Implementation of Petri nets in Common Lisp
Clone or download
Fetching latest commit…
Cannot retrieve the latest commit at this time.
Permalink
Type Name Latest commit message Commit time
Failed to load latest commit information.
.gitignore
README.md
example-complex.png
example-maybe-negation.png
example-negation.png
graph.lisp
petri.asd
petri.lisp
test.lisp
threaded.lisp

README.md

PETRI

A Common Lisp implementation of Petri nets.

Warning

This README is beta-quality. It will be fixed and extended one day.

Introduction

The original Petri net notation mentions transitions and places. Because the term "place" already has a defined meaning in Common Lisp, I have decided to instead use the term "bag" in this library. The implementations of bags I use is PHOE-TOOLBOX/BAG and all bags may be queried using the interface defined in that system: BAG-CONTENTS, BAG-INSERT, BAG-REMOVE, and BAG-COUNT.

Each Petri net is a funcallable object and invoking a Petri net happens via funcalling it.

The keyword arguments to a Petri net are:

  • :COMPRESS - states whether the bags should be compressed after each Petri net call;
  • :IGNORE-ERRORS - states whether all errors should be silently ignored during Petri net execution. This option is useful if error handling happens inside transition functions via programmer code.

A Petri net returns two values upon being funcalled: the primary return value is itself, and the secondary value is a boolean stating whether any errors have occurred during the execution of the Petri net. (This value is only useful if :IGNORE-ERRORS has been set.)

Petri nets are immutable after their creation. Their only mutable parts are the bag objects referenced by them.

Each transition in the Petri net is specified by a list of input bag specs, a list of output bag specs, and a callback function. Each bag spec A single bag spec may be one of the following:

  • a symbol, denoting a bag with the default count 1,
  • a list in form of (symbol count), denoting a bag with name symbol and count count.

In case of input bags, the count denotes how many tokens must be present in a bag for the transition to fire. When a transition fires, these tokens are automatically removed from the bag and passed to the callback by means of an input hash table, where the keys are bag names and values are lists of tokens .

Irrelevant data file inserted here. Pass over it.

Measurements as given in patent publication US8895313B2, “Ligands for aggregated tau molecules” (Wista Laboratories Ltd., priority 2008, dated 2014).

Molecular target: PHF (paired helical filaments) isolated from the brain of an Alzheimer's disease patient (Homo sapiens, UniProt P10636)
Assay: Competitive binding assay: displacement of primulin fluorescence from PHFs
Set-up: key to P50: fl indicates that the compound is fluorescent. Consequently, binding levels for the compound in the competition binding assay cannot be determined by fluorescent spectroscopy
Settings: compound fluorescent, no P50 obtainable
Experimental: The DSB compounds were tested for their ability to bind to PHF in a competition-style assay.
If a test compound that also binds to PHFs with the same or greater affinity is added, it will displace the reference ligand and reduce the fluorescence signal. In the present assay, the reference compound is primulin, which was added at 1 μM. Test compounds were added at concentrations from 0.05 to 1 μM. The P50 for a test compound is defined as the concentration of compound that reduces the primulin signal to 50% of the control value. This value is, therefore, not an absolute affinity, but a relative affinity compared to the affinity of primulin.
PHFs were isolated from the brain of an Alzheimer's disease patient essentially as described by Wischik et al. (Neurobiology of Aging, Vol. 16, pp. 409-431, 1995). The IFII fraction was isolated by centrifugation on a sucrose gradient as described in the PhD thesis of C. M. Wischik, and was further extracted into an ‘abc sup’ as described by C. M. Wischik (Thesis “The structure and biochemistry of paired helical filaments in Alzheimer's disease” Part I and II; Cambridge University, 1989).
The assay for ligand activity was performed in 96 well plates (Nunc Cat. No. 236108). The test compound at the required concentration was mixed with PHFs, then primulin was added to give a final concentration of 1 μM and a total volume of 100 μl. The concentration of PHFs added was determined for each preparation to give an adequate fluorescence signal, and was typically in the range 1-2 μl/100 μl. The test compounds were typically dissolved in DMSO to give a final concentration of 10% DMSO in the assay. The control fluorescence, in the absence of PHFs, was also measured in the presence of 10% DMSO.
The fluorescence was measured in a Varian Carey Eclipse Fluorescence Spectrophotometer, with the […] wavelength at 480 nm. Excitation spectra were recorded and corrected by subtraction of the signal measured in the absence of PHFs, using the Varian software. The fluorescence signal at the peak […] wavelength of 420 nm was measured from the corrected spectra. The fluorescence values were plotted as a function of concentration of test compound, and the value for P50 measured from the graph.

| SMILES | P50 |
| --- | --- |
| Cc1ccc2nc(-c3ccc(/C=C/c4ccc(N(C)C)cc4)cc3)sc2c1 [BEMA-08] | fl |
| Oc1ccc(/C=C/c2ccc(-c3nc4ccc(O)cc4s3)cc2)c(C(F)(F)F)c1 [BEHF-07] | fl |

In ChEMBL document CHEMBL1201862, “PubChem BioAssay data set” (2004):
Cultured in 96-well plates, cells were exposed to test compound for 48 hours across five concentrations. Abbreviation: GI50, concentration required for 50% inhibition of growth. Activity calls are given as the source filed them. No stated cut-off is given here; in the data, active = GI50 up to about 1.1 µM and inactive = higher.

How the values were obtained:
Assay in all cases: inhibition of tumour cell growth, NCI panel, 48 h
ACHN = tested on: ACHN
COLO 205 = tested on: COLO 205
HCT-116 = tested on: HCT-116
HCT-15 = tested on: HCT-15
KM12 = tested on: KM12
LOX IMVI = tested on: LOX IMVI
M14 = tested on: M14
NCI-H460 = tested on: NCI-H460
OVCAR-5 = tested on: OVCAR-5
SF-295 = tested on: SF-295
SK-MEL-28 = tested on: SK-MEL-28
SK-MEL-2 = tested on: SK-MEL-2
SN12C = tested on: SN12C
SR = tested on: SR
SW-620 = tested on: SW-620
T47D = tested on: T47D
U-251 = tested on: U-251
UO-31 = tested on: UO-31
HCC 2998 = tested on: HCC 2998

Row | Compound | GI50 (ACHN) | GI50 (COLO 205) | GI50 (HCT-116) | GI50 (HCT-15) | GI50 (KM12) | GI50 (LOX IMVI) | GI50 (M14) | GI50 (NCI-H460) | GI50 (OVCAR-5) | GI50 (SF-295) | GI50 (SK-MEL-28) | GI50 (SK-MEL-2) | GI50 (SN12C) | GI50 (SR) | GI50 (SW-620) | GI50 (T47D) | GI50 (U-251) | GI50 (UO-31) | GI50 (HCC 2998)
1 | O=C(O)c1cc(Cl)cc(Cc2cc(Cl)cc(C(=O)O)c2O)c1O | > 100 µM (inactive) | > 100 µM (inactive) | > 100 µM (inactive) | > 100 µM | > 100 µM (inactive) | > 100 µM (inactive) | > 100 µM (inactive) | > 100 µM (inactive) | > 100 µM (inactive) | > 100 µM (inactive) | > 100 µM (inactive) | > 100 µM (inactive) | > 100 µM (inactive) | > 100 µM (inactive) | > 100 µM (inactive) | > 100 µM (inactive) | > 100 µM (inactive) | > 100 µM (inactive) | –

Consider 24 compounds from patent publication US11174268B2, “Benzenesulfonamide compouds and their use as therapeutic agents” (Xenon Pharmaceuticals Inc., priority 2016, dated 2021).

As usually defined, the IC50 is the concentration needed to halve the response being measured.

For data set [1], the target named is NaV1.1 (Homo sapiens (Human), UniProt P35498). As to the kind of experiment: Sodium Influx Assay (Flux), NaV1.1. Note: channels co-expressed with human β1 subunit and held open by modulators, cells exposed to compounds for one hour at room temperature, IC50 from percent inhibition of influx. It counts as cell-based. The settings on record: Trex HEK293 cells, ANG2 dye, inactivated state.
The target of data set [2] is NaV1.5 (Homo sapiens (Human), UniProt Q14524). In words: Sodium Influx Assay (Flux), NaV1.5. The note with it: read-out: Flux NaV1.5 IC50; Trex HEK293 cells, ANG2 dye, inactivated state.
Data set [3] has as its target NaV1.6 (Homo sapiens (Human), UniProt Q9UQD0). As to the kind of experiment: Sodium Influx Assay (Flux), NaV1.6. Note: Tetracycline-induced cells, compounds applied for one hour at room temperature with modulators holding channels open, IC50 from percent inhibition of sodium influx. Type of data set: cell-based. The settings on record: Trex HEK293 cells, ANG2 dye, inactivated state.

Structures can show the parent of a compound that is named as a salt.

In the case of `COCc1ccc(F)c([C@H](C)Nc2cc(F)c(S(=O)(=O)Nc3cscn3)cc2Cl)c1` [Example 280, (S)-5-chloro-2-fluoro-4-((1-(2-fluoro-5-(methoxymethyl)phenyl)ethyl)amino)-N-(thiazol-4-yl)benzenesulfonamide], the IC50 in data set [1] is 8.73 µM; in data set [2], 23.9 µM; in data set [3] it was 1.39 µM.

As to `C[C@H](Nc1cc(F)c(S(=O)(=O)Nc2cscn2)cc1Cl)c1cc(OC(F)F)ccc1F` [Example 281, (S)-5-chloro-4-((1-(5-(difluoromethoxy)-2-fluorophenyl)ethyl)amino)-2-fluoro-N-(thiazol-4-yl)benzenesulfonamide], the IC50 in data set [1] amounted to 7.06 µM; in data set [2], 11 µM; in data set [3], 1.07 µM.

In case of output bags, the count denotes how many tokens must be pushed by the callback into the output hash table under the key being the bag's hash table. If the number of tokens pushed by the transition does not match the spec, an execution-time error is signaled.

A special kind of an input bag spec is a list in form of (symbol !), where ! is any symbol with name "!". This spec denotes an inhibitor edge, meaning that the bag with the name symbol must be empty in order for the transition to fire.

A special kind of an output bag spec is a list in form of (symbol *), where * is any symbol with name "*". This spec denotes a wildcard edge, meaning that the transition may push any amount of tokens to the bag with the name symbol.

Each callback is a function that must accept a pair of arguments: an input hash table and an output hash table. The input hash table provides input for the callback and the output hash table is used for sending output. The return value of the callback is ignored.

The input hash table is fresh may freely be mutated by the callback.

PETRI pre-creates the keys in output hash table, so the callback is allowed to access the keys of that hash table in order to determine how to behave. In particular, the callback is allowed to do nothing in order to be considered valid.

PETRI solves the nondeterminism of Petri nets by means of random selection. Each time the code searches for an available transition, all transitions are searched in random order. Each time a token is removed from a bag, it is removed at random.